Have you ever seen a kit from your past and felt regret that you didn’t do a good job?
Well, that’s what happened to me one day when I was surfing the web doing research on Tiger tanks and I saw a fantastic build of Tamiya’s 1/35 Tiger I AFRIKA. The whole look of the model I was looking at was simply inspiring and I thought back to my own efforts on that same mode years before.
The truth is I was never really happy with my previous attempt at this kit and I always intended to visit it again. Seeing a beautifully painted and weathered example before me fired my imagination and before I had finished my afternoon cup of tea a Tiger I had been ordered and it was on its way!
While I awaited the arrival of my Tiger I, my attention turned to research again and I studied photographs of Tiger tanks in Tunisia and weathering techniques for desert armour builds. One book I found very helpful was AK Interactive’s DAK vehicles book:
I also had some photos from Tigers in Tunisia in 1942:
As you can see, Tigers in the desert campaign were operating in harsh conditions and weathered easily.
The trick with this project was to not over-do the weathering , so a lot of trail and error was involved in this build. Luckily I was able to take my time with this project and try new techniques.
Tamiya’s Tiger I needs no introduction. It’s a solid, easy to build model kit flawlessly engineered for crisp detail and ease of assembly.
I made short work of building the tank and once assembled, I set about adding texture to the tanks armour. For this I used Tamiya putty thinned with Tamiya liquid cement and I stippled it on with an old paint brush. Once it had cured, I sanded off any high spots with a sanding sponge.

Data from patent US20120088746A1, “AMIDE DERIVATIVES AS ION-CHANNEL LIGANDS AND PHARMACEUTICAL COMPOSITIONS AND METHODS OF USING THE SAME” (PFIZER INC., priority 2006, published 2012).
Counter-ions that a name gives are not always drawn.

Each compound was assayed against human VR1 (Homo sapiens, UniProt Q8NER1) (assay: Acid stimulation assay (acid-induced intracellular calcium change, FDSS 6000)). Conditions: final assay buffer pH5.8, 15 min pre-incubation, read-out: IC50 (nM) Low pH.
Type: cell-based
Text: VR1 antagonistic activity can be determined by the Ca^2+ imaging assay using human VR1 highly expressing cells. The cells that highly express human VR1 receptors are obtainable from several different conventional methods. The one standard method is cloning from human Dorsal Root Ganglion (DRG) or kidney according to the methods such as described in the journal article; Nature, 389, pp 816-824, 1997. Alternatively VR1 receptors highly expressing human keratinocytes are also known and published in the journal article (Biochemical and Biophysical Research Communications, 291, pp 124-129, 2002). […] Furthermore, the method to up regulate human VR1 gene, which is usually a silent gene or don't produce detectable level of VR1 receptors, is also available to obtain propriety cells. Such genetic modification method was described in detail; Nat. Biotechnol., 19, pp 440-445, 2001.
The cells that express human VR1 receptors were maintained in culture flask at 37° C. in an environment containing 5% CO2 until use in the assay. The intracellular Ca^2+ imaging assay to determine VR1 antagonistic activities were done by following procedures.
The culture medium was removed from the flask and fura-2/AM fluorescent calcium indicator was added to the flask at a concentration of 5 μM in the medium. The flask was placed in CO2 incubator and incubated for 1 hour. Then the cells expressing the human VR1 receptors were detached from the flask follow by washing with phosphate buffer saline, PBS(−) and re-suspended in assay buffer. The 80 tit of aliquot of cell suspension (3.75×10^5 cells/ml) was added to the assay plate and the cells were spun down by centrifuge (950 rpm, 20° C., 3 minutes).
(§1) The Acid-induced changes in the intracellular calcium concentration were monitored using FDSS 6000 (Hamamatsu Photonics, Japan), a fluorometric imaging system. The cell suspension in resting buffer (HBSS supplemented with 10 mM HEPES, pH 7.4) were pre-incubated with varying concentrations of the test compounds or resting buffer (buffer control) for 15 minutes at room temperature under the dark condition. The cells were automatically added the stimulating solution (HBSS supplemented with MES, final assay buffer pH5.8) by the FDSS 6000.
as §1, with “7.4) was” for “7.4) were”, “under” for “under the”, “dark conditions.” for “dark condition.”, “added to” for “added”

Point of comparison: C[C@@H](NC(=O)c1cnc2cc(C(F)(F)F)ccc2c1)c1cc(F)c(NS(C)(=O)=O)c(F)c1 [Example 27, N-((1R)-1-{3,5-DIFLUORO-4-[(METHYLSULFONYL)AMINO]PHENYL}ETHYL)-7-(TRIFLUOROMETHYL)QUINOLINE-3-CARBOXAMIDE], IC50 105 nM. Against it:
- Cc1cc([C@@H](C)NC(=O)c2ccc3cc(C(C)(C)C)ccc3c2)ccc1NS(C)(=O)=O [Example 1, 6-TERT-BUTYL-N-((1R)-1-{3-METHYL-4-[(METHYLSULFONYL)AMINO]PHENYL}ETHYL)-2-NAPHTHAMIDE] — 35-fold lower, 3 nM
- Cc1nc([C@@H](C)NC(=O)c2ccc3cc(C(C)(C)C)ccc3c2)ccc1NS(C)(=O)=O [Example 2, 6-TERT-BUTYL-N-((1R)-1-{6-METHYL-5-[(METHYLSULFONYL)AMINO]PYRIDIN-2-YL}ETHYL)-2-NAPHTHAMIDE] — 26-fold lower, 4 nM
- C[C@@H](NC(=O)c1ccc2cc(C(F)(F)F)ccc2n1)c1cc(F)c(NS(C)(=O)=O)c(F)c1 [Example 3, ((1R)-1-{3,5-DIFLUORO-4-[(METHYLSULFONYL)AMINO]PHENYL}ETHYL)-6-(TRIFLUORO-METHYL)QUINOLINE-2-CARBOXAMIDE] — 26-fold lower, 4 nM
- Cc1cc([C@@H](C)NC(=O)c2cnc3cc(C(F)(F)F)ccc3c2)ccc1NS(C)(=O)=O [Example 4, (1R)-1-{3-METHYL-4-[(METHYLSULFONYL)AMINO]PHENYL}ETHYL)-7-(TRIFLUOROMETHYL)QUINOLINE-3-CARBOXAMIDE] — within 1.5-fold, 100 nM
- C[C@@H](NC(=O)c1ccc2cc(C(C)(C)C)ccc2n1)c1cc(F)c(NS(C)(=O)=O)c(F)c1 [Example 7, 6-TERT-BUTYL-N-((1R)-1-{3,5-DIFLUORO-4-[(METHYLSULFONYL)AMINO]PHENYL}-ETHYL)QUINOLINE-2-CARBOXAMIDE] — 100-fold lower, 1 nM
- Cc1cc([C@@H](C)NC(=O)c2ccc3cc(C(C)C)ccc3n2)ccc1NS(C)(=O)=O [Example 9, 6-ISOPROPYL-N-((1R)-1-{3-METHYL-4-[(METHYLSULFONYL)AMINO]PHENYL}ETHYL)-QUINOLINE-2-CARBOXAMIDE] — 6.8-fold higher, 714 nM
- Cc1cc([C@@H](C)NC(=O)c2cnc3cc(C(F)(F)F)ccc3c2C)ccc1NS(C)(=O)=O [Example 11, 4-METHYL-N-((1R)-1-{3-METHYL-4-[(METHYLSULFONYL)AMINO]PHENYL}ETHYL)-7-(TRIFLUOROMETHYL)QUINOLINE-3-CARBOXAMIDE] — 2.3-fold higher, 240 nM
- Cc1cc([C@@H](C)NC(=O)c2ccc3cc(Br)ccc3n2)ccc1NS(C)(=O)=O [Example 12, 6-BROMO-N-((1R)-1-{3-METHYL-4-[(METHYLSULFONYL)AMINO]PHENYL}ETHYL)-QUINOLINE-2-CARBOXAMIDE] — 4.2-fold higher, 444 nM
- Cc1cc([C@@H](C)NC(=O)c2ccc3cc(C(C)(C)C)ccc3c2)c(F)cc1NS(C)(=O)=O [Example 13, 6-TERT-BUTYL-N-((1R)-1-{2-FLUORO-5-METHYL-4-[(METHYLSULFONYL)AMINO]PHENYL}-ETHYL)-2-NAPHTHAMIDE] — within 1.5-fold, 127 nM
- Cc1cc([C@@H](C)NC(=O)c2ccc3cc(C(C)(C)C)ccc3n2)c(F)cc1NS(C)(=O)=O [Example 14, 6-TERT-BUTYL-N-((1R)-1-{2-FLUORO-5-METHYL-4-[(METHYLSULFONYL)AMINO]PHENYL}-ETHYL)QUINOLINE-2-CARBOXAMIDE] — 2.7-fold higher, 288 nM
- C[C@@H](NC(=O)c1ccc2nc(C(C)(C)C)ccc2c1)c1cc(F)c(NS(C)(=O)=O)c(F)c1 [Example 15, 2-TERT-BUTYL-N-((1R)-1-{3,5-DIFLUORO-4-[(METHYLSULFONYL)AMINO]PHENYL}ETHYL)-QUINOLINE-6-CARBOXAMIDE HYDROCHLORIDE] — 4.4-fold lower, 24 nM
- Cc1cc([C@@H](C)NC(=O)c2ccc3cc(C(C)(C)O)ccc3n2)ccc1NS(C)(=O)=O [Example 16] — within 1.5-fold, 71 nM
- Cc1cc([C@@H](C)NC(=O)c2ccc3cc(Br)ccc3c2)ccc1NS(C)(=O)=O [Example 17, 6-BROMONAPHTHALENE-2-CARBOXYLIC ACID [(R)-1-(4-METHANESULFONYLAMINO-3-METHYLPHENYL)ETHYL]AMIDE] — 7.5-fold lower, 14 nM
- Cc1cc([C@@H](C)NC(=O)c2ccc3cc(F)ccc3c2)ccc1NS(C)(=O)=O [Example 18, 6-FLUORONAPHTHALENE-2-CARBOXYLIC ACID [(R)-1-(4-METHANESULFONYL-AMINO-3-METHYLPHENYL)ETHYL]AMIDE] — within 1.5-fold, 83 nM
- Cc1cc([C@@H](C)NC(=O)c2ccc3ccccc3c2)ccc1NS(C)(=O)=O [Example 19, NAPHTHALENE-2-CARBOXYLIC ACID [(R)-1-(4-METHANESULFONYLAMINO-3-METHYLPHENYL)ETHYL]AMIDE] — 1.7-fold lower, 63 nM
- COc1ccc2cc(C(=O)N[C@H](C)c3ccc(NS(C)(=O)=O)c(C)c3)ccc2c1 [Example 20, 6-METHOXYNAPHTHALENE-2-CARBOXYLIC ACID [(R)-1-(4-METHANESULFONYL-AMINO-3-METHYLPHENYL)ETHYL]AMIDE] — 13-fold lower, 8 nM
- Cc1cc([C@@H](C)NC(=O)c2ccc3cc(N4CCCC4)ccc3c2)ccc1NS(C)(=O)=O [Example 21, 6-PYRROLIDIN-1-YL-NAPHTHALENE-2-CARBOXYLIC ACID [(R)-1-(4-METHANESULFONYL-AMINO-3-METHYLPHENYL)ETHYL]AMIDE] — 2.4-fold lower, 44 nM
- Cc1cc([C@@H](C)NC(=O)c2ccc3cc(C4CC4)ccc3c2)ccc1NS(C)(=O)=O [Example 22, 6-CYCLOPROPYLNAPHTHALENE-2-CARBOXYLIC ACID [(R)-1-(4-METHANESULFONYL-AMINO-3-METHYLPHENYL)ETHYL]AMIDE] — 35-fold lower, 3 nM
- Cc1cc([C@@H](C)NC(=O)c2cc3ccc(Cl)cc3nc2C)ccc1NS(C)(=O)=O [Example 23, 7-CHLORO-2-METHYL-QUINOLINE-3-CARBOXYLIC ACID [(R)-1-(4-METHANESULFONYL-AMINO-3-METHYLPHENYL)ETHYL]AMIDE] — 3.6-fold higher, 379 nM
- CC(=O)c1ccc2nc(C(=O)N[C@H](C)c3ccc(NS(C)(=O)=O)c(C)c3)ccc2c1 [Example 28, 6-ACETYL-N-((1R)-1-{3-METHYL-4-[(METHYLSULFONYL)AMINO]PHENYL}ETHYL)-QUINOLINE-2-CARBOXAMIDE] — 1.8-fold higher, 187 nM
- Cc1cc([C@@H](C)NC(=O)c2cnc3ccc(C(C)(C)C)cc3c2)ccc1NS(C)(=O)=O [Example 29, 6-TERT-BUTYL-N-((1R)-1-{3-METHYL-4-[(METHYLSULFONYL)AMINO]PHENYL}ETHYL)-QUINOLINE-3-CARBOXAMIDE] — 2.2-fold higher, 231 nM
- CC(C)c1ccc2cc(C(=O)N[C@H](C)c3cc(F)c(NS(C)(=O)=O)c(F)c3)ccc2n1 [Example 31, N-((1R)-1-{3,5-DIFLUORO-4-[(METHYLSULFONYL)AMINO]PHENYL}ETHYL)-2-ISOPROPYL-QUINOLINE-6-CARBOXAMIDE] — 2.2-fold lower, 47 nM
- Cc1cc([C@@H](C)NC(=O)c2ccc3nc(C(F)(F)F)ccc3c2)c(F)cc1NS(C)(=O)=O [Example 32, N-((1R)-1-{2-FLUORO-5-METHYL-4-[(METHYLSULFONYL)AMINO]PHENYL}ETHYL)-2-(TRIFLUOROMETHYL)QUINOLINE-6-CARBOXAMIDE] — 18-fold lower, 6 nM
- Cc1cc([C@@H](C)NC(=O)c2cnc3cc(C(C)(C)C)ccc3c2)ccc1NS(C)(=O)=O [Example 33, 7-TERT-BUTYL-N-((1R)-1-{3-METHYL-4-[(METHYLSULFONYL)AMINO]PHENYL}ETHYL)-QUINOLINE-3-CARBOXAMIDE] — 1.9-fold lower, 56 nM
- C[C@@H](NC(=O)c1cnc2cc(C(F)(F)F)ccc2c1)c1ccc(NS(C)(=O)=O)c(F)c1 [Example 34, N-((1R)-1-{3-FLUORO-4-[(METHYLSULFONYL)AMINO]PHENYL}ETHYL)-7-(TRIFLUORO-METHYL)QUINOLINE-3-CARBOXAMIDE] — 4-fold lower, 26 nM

Time to paint!
Now we were ready to paint I thought I would experiment with a little pre-shade work :
The “hot” yellow/ orange acrylics were sprayed onto the high weather areas of the tank to darken the main colour, in this case Tamiya Dark Yellow 2-XF-88:
This new shade works really well for German desert armour subjects and I can heartily recommend it. Below you can see the model after painting was completed. I also painted and the road wheels and attached the kits rubber band tracks.
After a clear gloss coat had been applied and left to fully cure, I added the kit decals with some help from Microset solution. To protect all the work done this far I sprayed the entire model with another coat of acrylic clear gloss varnish.
Let weathering commence!
To weather this model I used a combination of Mig Ammo DAK Brown enamel wash, AK Interactive weathering pencils and Tamiya acrylic metallic shades to add paint chipping by hand…
As well as improving on my armour painting and weathering techniques, I also wanted to improve on my figure painting. Putting the extra effort into the kit figure provided by Tamiya was a challenge for me, but with a lot of reading up on figure painting techniques I managed to struggle through and produce a finished figure that I can be happy with.
Here’s how the figure looked during and after painting:
My next task was to ponder how I might present this model? I went a simple idea of a desert terrain base on top of a wooden plinth. As always, I turned to my good friend Paul Thompson who crafted a superb plinth to display my model on!
My work was complete and ready for display……
I really enjoyed this one and it is now a firm favourite armour build!
I hope you have enjoyed seeing my revisiting an old kit and and bringing out the best of it with experienced eyes and modern techniques.
Take care and Harry Modelling!